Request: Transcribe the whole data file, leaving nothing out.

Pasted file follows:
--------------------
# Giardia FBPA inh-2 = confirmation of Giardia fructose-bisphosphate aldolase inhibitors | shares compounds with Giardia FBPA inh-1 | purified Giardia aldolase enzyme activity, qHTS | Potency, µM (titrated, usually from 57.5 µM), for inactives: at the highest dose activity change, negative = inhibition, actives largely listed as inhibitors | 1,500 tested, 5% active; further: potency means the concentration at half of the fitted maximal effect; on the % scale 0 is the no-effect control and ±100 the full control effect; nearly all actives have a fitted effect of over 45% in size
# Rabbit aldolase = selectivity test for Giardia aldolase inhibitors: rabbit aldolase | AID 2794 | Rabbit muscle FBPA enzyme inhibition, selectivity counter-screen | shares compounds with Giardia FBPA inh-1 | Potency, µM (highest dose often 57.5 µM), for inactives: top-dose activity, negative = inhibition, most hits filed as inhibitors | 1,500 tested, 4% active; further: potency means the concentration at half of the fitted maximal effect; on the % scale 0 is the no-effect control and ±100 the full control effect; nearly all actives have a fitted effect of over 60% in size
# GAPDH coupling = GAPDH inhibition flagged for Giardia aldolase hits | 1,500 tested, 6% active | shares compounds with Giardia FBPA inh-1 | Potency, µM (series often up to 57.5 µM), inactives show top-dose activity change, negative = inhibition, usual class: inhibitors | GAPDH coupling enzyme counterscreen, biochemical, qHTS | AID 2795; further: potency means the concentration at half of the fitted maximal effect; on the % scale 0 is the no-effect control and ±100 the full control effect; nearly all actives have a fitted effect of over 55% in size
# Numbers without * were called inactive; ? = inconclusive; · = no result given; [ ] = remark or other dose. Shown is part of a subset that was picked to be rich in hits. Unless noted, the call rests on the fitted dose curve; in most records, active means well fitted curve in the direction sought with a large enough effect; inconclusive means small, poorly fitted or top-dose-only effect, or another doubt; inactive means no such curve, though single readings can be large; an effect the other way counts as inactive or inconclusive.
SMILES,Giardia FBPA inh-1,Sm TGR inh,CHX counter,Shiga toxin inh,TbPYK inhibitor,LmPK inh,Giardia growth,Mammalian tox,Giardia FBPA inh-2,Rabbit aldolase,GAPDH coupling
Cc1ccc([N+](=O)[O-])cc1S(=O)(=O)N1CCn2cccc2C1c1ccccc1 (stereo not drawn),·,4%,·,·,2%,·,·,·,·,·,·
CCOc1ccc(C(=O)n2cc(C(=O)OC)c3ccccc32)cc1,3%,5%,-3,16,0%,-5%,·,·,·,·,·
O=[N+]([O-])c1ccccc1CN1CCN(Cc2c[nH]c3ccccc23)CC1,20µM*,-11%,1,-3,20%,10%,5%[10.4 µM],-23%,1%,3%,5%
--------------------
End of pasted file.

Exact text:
# Giardia FBPA inh-2 = confirmation of Giardia fructose-bisphosphate aldolase inhibitors | shares compounds with Giardia FBPA inh-1 | purified Giardia aldolase enzyme activity, qHTS | Potency, µM (titrated, usually from 57.5 µM), for inactives: at the highest dose activity change, negative = inhibition, actives largely listed as inhibitors | 1,500 tested, 5% active; further: potency means the concentration at half of the fitted maximal effect; on the % scale 0 is the no-effect control and ±100 the full control effect; nearly all actives have a fitted effect of over 45% in size
# Rabbit aldolase = selectivity test for Giardia aldolase inhibitors: rabbit aldolase | AID 2794 | Rabbit muscle FBPA enzyme inhibition, selectivity counter-screen | shares compounds with Giardia FBPA inh-1 | Potency, µM (highest dose often 57.5 µM), for inactives: top-dose activity, negative = inhibition, most hits filed as inhibitors | 1,500 tested, 4% active; further: potency means the concentration at half of the fitted maximal effect; on the % scale 0 is the no-effect control and ±100 the full control effect; nearly all actives have a fitted effect of over 60% in size
# GAPDH coupling = GAPDH inhibition flagged for Giardia aldolase hits | 1,500 tested, 6% active | shares compounds with Giardia FBPA inh-1 | Potency, µM (series often up to 57.5 µM), inactives show top-dose activity change, negative = inhibition, usual class: inhibitors | GAPDH coupling enzyme counterscreen, biochemical, qHTS | AID 2795; further: potency means the concentration at half of the fitted maximal effect; on the % scale 0 is the no-effect control and ±100 the full control effect; nearly all actives have a fitted effect of over 55% in size
# Numbers without * were called inactive; ? = inconclusive; · = no result given; [ ] = remark or other dose. Shown is part of a subset that was picked to be rich in hits. Unless noted, the call rests on the fitted dose curve; in most records, active means well fitted curve in the direction sought with a large enough effect; inconclusive means small, poorly fitted or top-dose-only effect, or another doubt; inactive means no such curve, though single readings can be large; an effect the other way counts as inactive or inconclusive.
SMILES,Giardia FBPA inh-1,Sm TGR inh,CHX counter,Shiga toxin inh,TbPYK inhibitor,LmPK inh,Giardia growth,Mammalian tox,Giardia FBPA inh-2,Rabbit aldolase,GAPDH coupling
Cc1ccc([N+](=O)[O-])cc1S(=O)(=O)N1CCn2cccc2C1c1ccccc1 (stereo not drawn),·,4%,·,·,2%,·,·,·,·,·,·
CCOc1ccc(C(=O)n2cc(C(=O)OC)c3ccccc32)cc1,3%,5%,-3,16,0%,-5%,·,·,·,·,·
O=[N+]([O-])c1ccccc1CN1CCN(Cc2c[nH]c3ccccc23)CC1,20µM*,-11%,1,-3,20%,10%,5%[10.4 µM],-23%,1%,3%,5%